Every civilization has had its Cain, its Ahab, its Wandering Jew. The image of Olmert laughing while the mother digs through the rubble of her home captures the cold-hearted man responsible for that death, that Mother’s pain, that instance that mirrors thousands of others piled high in Gaza, but it fails to capture the reality of the metaphor that has to encompass the devastation wrought in the name of Israel that stains the very soul of Judaism. -- -- William Cook
The idea that not talking is a good strategy is based on four myths, all of which are deeply flawed.
Myth #1: The Composite Dialogue benefits Pakistan and is bad for India.
Myth #2: Stopping the composite dialogue will protect India from further terrorist attacks.
Myth #3: Stopping the Composite Dialogue helps India put pressure on Pakistan to take action against terrorism.
Myth #4: Pakistan has “not done anything” to bring the perpetrators of Mumbai to book. -- Siddharth Varadarajan
In a note sent to New Age Islam, Vishwa Hindu Parishad leader B. P. Singhal has tried to define the highly controversial word “Fundamentalism”. His definition has 10 points and at the end of every point, he reaches the conclusion that a Hindu can never become a fundamentalist. The obvious implication is that some religions promote fundamentalism but Hinduism doesn’t. Clearly, there will be many, among them Hindus too, not to speak of followers of other faiths, who will dispute these conclusions and the issues that seem to define fundamentalism for Mr. Singhal. Indeed, there are many Hindus, among others, who consider his VHP itself a fundamentalist organisation and for them this write-up would just appear to be a rather shaky attempt at self-exoneration.
Nevertheless, Mr. Singhal’s thesis deserves debate and discussion, particularly as this term has now come to simply signify extremism of any kind, used as a pejorative mostly, though it started originally in a very specific sense to describe certain Christian fundamentalists within the Protestant community of the United States in the early part of the 20th century who interpreted the Bible as the “inerrant, factual, and literal word of God”, but again, even then to describe different “levels or versions of their fundamentalist belief”. It would certainly help to clear the air somewhat. -- Editor
More specifically, the Indian government's dossier concludes that the Mumbai attack was coordinated by Lashkar-e-Taiba, or the Army of the Pure-a Pakistan-based, Saudi-influenced Islamist terrorist and guerrilla force that fights mainly in Kashmir.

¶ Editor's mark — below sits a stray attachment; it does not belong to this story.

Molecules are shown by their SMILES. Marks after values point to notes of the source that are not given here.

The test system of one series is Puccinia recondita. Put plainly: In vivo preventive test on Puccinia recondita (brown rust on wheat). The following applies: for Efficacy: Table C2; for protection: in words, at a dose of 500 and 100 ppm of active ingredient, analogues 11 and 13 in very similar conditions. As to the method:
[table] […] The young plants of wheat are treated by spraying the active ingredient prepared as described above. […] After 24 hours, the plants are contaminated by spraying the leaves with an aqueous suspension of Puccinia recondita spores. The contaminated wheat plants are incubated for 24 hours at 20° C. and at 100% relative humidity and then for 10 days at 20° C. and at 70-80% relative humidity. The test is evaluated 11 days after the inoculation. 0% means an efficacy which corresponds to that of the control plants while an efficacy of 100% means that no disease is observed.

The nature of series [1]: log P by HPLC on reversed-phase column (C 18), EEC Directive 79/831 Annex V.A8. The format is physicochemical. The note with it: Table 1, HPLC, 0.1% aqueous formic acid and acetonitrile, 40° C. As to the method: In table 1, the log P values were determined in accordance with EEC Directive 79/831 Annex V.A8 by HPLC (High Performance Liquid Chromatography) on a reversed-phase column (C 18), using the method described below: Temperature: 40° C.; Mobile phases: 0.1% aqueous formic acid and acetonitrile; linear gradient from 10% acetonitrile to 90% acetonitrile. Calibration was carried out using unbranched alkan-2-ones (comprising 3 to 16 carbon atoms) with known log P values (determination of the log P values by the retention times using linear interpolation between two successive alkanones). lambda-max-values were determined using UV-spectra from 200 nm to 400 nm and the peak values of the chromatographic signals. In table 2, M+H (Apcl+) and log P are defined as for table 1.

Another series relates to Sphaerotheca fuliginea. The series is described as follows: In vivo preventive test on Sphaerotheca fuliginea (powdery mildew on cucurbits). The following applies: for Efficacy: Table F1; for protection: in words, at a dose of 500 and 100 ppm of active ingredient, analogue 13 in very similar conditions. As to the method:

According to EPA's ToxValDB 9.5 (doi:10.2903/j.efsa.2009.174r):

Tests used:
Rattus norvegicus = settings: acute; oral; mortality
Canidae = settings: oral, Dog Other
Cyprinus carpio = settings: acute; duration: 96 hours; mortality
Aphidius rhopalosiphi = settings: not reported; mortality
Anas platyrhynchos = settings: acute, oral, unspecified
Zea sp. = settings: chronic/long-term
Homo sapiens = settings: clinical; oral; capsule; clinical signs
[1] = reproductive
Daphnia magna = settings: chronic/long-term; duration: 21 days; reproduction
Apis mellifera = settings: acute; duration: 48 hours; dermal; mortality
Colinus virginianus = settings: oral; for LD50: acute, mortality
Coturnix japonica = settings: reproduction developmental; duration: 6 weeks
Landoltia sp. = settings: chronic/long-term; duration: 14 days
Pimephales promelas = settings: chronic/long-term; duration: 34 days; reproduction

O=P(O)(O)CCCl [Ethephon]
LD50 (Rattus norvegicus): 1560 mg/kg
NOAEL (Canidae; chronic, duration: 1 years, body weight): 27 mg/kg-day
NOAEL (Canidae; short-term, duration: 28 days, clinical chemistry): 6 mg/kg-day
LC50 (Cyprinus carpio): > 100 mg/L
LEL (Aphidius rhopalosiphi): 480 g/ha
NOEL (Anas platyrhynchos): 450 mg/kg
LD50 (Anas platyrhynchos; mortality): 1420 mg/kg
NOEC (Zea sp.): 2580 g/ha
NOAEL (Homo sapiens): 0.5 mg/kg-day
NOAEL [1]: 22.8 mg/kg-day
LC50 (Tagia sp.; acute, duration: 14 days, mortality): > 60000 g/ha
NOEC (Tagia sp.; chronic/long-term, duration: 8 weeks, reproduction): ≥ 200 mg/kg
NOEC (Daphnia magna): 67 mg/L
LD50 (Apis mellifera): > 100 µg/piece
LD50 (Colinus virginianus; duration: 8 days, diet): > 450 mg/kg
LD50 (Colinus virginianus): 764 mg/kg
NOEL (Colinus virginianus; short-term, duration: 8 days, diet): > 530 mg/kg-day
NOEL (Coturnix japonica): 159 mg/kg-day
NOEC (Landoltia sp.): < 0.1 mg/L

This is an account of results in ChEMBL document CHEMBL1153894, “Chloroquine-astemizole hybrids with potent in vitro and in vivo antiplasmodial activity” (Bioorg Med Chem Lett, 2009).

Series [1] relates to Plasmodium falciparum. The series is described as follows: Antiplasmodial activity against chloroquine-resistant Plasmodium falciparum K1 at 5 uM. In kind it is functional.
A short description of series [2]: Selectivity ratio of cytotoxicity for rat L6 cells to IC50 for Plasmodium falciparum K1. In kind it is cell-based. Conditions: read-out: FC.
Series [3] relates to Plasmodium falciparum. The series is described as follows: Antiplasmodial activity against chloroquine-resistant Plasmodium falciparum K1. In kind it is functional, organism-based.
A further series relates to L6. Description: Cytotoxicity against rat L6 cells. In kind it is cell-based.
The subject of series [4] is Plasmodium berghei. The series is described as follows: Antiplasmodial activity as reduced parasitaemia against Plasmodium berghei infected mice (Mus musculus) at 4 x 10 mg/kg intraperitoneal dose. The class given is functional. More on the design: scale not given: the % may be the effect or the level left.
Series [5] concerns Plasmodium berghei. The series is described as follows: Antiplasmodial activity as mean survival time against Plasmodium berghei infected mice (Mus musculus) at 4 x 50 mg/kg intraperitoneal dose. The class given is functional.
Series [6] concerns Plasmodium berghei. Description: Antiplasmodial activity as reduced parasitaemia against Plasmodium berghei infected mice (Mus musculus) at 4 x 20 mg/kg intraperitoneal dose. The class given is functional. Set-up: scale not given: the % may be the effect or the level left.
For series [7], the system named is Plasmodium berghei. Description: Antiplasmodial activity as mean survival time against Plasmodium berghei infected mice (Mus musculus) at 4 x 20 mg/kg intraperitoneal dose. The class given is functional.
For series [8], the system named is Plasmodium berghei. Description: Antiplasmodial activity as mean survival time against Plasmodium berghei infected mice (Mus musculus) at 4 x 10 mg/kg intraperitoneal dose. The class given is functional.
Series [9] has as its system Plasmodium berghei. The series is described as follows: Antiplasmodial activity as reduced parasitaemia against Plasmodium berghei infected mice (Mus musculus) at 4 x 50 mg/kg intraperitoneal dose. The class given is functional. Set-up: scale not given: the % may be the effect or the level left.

A decade ago, Lashkar's emir, Hafiz Saeed, announced his intention to destroy India: "We will not rest until the whole [of] India is dissolved into Pakistan."
After the Mumbai attack, Saeed delivered a public sermon in Lahore in which he spoke approvingly of a new "awakening" among Indian Muslims, and described his co-religionists as "second to none in taking revenge." A satellite-telephone conversation between one of the Mumbai terrorists and a supervisor in Pakistan, intercepted independently by the United States, also points to Lashkar's involvement in the raid. After many weeks of prevarication, Pakistani officials conceded that the Mumbai attackers appear to have come from their country. -- Steve Coll, The New Yorker
Muslims and other minorities have always considered India as Darul Aman and all of them have strong sense of loyalty to this great country which is their only homeland. They would never dither from this position. And this author strongly believes that all human beings, whatever their religious beliefs or cultural values, should coexist in peace and harmony. Our politics should never be based on religion, caste or language. It should be based only on our common problems. -- Asghar Ali Engineer
If we could use the power of music, I thought, to connect young Israeli and Palestinian musicians in the context of the greater community, we could succeed in building trust among the masses. A year ago, under a fellowship from MTV and the U.S. State Department's Fulbright Award, I created a project called Heartbeat: Jerusalem, says Aaron Shneyer, a guitarist, bassist, singer-songwriter.
This is in response to Sultan Shahin responds to Ghulam Muhammed’s nightmare vision
To stand firm on false prestige would do no good to the Muslim community. To dream of rebuilding the Babri mosque in the same place is asking for the moon in the present circumstances. Muslims could never get back the disputed site as the court that could not decide the case in so many years, would not dare to give its verdict in the near future. All odds are against them. The question is what if one mosque is lost? Will that be the end of Islam in India? That apparently is not the case as Muslims have lived without the mosque since 1992. What benefit Muslims would draw by their insistence on rebuilding the mosque in the same place?